From the 70 ENCODE UW Affy All-Exon Arrays expression data sets, only those from the cell types with DHS were selected. These data sets were clustered showing that a few replicates were inconsistent and therefore removed of the downstream analyses, leaving 43 expression data sets (most of them in duplicate). Note that we tried to combine these data sets with the ENCODE Duke Affy All-Exon Arrays data sets but found that the platform correlation was higher than the biological correlation between biological replicates so we therefore decided to only use the UW data (data not shown). Expression data was available in the cell type for 6054 of the 8937 DARs. A gene was called up-regulated in a cell type if it had a Z-score >2 in at least one of the data set compared to the other data sets. For each DAR, the Z-score of cell type-specific expression based on the number of up-regulated genes was computed on permutation tests by randomly picking 10,000 times the same number of genes that associated with the DAR from the set of 35,865 different gene names covered by the arrays. For example, from the 2337 instances of LTR7 in the genome, 788 were contributing to open chromatin in H7 and those were associated to a total of 561 distinct genes. The fact that 85 of these genes were up-regulated in the ESC cell type while only 19.6 (+/−4.3) were expected based the permutation test gives a Z-score of 15.1 (Figure S13 and Table S6).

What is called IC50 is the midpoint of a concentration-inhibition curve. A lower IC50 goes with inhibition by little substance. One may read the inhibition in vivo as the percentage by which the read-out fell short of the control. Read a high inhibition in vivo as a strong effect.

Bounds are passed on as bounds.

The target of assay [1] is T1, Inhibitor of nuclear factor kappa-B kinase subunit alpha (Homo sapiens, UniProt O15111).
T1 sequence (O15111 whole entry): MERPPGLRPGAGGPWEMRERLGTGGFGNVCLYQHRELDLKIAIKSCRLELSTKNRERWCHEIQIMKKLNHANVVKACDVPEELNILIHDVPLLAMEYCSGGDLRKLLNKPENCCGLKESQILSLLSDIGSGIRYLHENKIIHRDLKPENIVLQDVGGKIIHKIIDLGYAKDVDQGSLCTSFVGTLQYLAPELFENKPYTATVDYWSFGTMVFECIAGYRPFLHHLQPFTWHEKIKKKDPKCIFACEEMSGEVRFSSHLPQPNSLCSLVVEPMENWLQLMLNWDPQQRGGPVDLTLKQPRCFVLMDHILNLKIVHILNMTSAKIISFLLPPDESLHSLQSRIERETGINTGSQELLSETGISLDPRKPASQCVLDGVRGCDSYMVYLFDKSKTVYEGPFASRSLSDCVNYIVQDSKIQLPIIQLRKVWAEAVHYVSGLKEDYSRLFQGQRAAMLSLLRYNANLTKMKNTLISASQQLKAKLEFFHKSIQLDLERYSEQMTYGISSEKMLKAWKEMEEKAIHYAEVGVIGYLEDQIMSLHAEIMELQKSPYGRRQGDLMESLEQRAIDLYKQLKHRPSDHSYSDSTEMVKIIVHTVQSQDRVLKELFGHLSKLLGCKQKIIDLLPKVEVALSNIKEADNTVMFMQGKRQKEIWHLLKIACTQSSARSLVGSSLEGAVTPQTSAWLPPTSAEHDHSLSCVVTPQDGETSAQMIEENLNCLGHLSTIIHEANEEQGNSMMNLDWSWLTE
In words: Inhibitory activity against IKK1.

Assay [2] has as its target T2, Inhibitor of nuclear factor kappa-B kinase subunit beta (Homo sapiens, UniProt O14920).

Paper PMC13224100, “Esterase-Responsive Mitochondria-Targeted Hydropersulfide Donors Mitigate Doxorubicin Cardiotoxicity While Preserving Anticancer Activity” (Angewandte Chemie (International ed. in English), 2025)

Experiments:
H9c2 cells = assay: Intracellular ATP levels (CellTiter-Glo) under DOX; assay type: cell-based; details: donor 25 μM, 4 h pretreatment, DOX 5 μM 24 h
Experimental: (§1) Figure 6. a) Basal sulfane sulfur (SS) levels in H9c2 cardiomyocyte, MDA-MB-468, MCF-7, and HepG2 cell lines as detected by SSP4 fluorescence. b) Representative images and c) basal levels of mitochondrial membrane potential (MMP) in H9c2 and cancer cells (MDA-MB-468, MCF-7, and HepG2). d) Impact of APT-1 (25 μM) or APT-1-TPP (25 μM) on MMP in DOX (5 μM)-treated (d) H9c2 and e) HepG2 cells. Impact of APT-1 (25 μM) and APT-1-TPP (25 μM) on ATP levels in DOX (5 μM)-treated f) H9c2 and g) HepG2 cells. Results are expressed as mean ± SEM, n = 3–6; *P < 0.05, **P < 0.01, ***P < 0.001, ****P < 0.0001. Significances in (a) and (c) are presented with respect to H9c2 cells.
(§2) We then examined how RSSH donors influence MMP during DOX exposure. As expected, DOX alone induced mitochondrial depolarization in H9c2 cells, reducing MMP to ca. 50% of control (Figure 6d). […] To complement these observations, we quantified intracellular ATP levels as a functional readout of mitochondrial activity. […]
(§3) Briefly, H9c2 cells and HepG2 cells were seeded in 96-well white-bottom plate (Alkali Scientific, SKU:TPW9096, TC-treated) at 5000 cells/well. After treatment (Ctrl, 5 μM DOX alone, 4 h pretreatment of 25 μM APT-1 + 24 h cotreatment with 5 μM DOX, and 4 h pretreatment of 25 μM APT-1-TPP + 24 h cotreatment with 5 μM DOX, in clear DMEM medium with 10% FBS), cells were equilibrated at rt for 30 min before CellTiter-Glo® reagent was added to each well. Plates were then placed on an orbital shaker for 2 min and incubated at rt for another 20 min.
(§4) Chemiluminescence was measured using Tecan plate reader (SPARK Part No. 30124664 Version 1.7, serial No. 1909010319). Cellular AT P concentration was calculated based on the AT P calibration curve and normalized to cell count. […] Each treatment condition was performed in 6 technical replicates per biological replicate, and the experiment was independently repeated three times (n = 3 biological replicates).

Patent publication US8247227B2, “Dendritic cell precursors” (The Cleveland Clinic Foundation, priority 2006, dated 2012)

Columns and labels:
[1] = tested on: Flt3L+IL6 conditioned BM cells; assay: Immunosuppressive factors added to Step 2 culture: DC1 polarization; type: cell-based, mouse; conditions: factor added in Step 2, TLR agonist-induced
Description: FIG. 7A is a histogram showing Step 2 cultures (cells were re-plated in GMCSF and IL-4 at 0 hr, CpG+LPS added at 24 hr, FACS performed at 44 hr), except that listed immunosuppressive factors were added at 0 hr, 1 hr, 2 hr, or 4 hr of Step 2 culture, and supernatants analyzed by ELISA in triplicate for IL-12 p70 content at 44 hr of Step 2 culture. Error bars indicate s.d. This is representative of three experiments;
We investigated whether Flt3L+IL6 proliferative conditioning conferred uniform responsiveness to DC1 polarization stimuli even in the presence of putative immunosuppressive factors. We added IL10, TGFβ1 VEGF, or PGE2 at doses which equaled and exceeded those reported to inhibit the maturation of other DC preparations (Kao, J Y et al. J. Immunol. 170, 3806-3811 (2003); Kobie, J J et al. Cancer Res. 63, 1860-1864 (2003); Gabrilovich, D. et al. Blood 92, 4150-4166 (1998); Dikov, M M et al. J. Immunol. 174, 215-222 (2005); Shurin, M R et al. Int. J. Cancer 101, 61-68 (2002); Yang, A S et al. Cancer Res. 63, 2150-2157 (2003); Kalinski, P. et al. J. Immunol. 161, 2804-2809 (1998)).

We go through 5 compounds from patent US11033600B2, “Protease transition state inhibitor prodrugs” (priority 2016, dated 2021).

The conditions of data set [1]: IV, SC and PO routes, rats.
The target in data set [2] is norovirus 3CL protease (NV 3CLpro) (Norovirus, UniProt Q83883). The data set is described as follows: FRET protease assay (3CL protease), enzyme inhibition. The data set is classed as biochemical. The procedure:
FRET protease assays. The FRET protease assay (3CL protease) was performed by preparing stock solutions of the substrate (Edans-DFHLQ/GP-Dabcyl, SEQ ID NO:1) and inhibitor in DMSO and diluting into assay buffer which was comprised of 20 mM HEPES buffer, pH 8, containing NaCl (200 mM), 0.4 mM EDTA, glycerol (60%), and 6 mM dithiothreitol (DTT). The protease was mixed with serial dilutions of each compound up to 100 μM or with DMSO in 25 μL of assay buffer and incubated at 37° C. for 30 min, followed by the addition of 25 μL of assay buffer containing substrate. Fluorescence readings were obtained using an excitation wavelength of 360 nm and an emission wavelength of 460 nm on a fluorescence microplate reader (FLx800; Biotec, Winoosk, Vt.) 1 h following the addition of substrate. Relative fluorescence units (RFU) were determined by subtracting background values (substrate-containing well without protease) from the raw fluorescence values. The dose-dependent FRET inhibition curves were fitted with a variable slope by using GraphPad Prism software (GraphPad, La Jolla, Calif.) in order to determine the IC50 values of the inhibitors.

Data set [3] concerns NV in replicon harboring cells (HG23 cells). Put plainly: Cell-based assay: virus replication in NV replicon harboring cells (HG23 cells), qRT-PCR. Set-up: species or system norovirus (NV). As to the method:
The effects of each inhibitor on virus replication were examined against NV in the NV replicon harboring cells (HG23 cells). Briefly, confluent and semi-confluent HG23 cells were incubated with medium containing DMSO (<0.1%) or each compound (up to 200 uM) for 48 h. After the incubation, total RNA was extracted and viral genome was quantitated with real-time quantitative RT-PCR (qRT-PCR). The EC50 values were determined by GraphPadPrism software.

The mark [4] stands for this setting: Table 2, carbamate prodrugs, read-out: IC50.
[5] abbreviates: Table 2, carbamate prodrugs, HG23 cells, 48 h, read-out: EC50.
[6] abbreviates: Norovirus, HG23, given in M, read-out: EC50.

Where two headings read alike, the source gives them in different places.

Similarly, 13 RNA-Seq data sets generated by Caltech from 7 distinct cell types were used to calculate the association of DARs with up-regulation of expression. A 50 kb window centered in the middle of each repeat instance was used and, to estimate the background, the genome was independently segmented in non-overlapping 50 kb windows. For each RNA-Seq data set, the average tag density was calculated in each window. For each window, the mean and SD of the average tag density was then calculated across the 13 RNA-Seq data sets in order to identify up-regulated windows defined as a Z-score >2 in one of the data set of the same cell type compared to the other data sets. For the 2124 DARs for which expression data was available, the Z-score of cell type-specificity expression was computed using permutation tests by randomly picking 10,000 times the same number of windows than the number or repeat instances contributing to open chromatin in this cell type from the background genomic segments (Figure S14).